“One area for improvement will be the elementary school,” he said. “Double stacking of buses at that location is no longer an option. In order to load safely and quickly, buses must line up in single file.”
Buses at the elementary school will line up behind the gymnasium at an awning. After loading, the buses will circle around and exit right onto Evans Street. Buses will then turn onto Athens Street and end up on Historic Homer Highway.
A total of 34 buses will be used in the new plan. Each bus will stop at all four schools in the morning and in the afternoon. Stops are split so that at most stops only seven or eight buses will line up at one school. Currently, most buses stop at the primary school first creating traffic that carries through to the other schools. The new routes also eliminate the 16 shuttle buses currently used to transport kindergarten, first and second grade students to their afternoon buses.
“It is too dramatic for a small child to get on one bus and then get on another when several are lined up,” Marlow said. “With this plan, a child will only have to load one bus.”
Afternoon routes are subject to change. Marlow said drivers will travel in one direction and buses won’t have to double back through town. For example, if a driver is heading north they will start at the school farthest south, the high school, and end at the school farthest north, the primary school, before starting their north-bound route. Most drivers have been reassigned to put the driver closest to their house after the route is complete.
Marlow said buses traveling to the middle school will not use Thompson Street. The school system recieved permission from the Department of Transportation for school buses to use the new Hwy. 441 bypass for school bus traffic. Buses will be permitted to use one north-bound and one south-bound lane.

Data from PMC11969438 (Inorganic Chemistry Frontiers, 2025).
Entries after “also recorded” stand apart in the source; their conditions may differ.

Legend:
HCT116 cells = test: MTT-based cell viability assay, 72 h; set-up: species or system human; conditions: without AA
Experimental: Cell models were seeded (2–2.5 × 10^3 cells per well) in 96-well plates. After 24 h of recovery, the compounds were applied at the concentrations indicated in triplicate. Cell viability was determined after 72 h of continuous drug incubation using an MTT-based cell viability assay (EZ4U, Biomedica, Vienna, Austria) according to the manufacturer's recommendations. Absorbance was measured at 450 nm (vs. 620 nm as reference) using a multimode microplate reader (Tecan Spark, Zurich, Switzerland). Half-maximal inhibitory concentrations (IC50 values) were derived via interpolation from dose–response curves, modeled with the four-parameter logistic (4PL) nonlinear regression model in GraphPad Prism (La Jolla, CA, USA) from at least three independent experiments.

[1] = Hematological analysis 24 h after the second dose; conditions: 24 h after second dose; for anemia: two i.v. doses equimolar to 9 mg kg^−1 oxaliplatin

“The first six days are going to be long days and a lot of decisions will be made once we determine how many kids are getting on the buses at the different stops,” he said. “We will put the shortest stops at the front to create a smooth transition and cut the time even more. Be patient during those first few days of school and give it a chance, I know this will be better for everyone; parents, students, drivers and teachers.”
Parent drop-off and pick-up changes
Marlow said the plan also separates parent and bus traffic at the schools, an issue that causes traffic at the schools now. However, Marlow said, “no plan will work without the fullest cooperation of all people involved.”
Several changes have been made at schools in Banks County to provide faster and easier transportation of students.
Parents driving their children to the primary school will now turn onto Hill Street to drop off children. Once on Hill Street, cars will turn right onto a one-way road that leads to the gymnasium where a newly installed awning covers the sidewalk. After children are dropped-off or picked up, cars will circle around the new play ground and exit on Hill Street. A parent parking lot is being added where the playground used to sit next to the road.
Third grade students at the elementary school will be dropped off by parents in the front of the school, where buses used to park. All trailers have been moved out of the parking lot.